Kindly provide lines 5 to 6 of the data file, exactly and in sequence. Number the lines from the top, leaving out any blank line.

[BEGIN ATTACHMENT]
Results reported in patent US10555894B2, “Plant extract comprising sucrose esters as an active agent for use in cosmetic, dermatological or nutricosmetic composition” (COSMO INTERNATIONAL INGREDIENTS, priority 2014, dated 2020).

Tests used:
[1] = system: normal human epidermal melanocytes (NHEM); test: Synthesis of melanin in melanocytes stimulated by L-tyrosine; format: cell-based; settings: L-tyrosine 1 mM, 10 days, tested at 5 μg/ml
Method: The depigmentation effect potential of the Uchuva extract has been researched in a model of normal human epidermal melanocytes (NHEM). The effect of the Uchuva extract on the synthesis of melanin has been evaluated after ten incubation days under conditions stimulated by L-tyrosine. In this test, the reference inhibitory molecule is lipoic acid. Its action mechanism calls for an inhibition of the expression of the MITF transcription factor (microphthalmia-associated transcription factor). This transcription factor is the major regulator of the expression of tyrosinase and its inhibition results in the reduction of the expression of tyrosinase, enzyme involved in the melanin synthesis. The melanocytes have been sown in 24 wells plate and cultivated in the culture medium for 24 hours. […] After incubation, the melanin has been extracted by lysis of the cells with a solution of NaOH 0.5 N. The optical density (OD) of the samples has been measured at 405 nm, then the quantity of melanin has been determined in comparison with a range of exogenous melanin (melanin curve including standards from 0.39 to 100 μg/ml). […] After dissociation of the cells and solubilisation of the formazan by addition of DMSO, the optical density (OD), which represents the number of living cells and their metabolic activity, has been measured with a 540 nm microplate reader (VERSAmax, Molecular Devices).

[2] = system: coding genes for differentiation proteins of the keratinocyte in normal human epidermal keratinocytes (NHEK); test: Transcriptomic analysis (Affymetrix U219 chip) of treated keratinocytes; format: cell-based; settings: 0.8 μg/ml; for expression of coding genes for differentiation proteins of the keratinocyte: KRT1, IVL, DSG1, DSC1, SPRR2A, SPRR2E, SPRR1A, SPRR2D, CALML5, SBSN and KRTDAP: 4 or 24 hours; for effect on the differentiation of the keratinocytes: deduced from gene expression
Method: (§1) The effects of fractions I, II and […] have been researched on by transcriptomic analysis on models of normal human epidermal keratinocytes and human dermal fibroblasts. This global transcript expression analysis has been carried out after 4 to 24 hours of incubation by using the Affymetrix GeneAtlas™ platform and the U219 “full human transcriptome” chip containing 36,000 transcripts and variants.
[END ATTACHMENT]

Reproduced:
[2] = system: coding genes for differentiation proteins of the keratinocyte in normal human epidermal keratinocytes (NHEK); test: Transcriptomic analysis (Affymetrix U219 chip) of treated keratinocytes; format: cell-based; settings: 0.8 μg/ml; for expression of coding genes for differentiation proteins of the keratinocyte: KRT1, IVL, DSG1, DSC1, SPRR2A, SPRR2E, SPRR1A, SPRR2D, CALML5, SBSN and KRTDAP: 4 or 24 hours; for effect on the differentiation of the keratinocytes: deduced from gene expression
Method: (§1) The effects of fractions I, II and […] have been researched on by transcriptomic analysis on models of normal human epidermal keratinocytes and human dermal fibroblasts. This global transcript expression analysis has been carried out after 4 to 24 hours of incubation by using the Affymetrix GeneAtlas™ platform and the U219 “full human transcriptome” chip containing 36,000 transcripts and variants.